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Re: a heavy duty operation on an "unused" table kills my server

From: Tom Lane <tgl(at)sss(dot)pgh(dot)pa(dot)us>
To: Greg Smith <greg(at)2ndquadrant(dot)com>
Cc: Craig Ringer <craig(at)postnewspapers(dot)com(dot)au>, Eduardo Piombino <drakorg(at)gmail(dot)com>, Robert Haas <robertmhaas(at)gmail(dot)com>, pgsql-performance(at)postgresql(dot)org
Subject: Re: a heavy duty operation on an "unused" table kills my server
Date: 2010-01-16 05:18:06
Message-ID: 29052.1263619086@sss.pgh.pa.us (view raw or flat)
Thread:
Lists: pgsql-performance
Greg Smith <greg(at)2ndquadrant(dot)com> writes:
> You might note that only one of these sources--a backend allocating a 
> buffer--is connected to the process you want to limit.  If you think of 
> the problem from that side, it actually becomes possible to do something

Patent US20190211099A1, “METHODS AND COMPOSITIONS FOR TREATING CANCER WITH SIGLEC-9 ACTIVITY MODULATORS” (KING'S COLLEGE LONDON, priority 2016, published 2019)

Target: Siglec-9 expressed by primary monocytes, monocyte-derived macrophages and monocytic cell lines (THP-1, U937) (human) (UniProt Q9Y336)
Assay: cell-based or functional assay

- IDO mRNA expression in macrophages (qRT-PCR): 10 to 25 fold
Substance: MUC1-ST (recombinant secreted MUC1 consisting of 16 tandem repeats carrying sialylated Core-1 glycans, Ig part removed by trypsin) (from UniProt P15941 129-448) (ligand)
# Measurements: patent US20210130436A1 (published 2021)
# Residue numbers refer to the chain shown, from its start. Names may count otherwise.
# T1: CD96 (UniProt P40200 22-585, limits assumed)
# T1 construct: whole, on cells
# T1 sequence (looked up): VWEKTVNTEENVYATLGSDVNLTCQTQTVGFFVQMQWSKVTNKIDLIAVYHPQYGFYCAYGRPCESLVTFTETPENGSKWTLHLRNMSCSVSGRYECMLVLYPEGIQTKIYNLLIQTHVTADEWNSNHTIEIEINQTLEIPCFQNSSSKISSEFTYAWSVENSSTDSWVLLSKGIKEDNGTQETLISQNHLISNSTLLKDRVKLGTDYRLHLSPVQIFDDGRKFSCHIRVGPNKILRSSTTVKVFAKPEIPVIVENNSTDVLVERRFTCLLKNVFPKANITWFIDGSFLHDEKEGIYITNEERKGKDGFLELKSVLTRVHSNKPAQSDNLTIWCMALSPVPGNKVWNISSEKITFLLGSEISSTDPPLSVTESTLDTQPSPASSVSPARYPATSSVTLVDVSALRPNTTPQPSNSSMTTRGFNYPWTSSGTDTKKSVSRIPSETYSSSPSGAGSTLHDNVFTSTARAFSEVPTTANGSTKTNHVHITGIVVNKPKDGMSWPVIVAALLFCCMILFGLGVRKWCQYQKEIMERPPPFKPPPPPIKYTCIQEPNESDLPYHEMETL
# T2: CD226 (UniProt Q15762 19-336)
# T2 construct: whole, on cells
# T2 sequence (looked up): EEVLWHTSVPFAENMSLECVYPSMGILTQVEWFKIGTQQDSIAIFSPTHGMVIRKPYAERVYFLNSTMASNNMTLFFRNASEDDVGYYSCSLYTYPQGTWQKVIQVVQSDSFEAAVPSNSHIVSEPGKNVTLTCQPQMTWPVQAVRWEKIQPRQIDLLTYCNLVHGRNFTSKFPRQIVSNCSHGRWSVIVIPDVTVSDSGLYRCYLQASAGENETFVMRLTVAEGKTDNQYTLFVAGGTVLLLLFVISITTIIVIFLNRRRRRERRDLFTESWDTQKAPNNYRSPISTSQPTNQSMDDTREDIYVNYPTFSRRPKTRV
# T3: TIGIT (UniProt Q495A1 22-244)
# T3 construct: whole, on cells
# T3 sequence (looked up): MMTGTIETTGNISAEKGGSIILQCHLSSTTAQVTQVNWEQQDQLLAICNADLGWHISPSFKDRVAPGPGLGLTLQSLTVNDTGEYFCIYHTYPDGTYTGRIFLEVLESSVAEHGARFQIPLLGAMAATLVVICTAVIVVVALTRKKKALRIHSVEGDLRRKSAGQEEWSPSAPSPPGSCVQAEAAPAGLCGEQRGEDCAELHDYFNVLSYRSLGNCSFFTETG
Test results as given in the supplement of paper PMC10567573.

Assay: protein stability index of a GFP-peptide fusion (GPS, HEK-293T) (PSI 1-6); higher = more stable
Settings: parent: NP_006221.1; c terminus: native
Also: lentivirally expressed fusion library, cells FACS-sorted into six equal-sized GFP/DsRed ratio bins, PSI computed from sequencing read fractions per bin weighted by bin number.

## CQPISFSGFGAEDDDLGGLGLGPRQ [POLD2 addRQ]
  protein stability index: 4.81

> useful here.  The most practical way to throttle something down without 
> a complete database redesign is to attack the problem via allocation.  
> If you limited the rate of how many buffers a backend was allowed to 
> allocate and dirty in the first place, that would be extremely effective 
> in limiting its potential damage to I/O too, albeit indirectly.

This is in fact exactly what the vacuum_cost_delay logic does.
It might be interesting to investigate generalizing that logic
so that it could throttle all of a backend's I/O not just vacuum.
In principle I think it ought to work all right for any I/O-bound
query.

But, as noted upthread, this is not high on the priority list
of any of the major developers.

			regards, tom lane

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